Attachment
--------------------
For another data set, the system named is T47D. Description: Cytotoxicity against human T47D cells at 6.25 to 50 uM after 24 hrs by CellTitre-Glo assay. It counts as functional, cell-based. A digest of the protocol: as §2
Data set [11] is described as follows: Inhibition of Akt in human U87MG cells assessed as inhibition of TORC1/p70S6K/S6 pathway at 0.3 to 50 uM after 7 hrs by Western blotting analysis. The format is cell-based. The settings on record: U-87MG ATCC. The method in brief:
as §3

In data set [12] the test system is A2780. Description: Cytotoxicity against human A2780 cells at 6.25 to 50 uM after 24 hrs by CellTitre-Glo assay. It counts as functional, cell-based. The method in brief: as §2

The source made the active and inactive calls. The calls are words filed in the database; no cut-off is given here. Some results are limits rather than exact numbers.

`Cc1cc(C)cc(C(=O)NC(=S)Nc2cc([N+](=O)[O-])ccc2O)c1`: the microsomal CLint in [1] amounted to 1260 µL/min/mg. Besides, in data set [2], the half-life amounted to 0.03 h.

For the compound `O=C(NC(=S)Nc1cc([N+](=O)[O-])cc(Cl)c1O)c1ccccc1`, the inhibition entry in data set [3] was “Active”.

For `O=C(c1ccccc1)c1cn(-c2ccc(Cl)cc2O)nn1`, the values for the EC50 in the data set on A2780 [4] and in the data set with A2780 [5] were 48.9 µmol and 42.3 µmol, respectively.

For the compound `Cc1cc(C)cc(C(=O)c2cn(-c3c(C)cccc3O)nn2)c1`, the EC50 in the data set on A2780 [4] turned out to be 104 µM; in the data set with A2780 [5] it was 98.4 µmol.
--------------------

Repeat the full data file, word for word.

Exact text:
For another data set, the system named is T47D. Description: Cytotoxicity against human T47D cells at 6.25 to 50 uM after 24 hrs by CellTitre-Glo assay. It counts as functional, cell-based. A digest of the protocol: as §2
Data set [11] is described as follows: Inhibition of Akt in human U87MG cells assessed as inhibition of TORC1/p70S6K/S6 pathway at 0.3 to 50 uM after 7 hrs by Western blotting analysis. The format is cell-based. The settings on record: U-87MG ATCC. The method in brief:
as §3

In data set [12] the test system is A2780. Description: Cytotoxicity against human A2780 cells at 6.25 to 50 uM after 24 hrs by CellTitre-Glo assay. It counts as functional, cell-based. The method in brief: as §2

The source made the active and inactive calls. The calls are words filed in the database; no cut-off is given here. Some results are limits rather than exact numbers.

`Cc1cc(C)cc(C(=O)NC(=S)Nc2cc([N+](=O)[O-])ccc2O)c1`: the microsomal CLint in [1] amounted to 1260 µL/min/mg. Besides, in data set [2], the half-life amounted to 0.03 h.

For the compound `O=C(NC(=S)Nc1cc([N+](=O)[O-])cc(Cl)c1O)c1ccccc1`, the inhibition entry in data set [3] was “Active”.

For `O=C(c1ccccc1)c1cn(-c2ccc(Cl)cc2O)nn1`, the values for the EC50 in the data set on A2780 [4] and in the data set with A2780 [5] were 48.9 µmol and 42.3 µmol, respectively.

For the compound `Cc1cc(C)cc(C(=O)c2cn(-c3c(C)cccc3O)nn2)c1`, the EC50 in the data set on A2780 [4] turned out to be 104 µM; in the data set with A2780 [5] it was 98.4 µmol.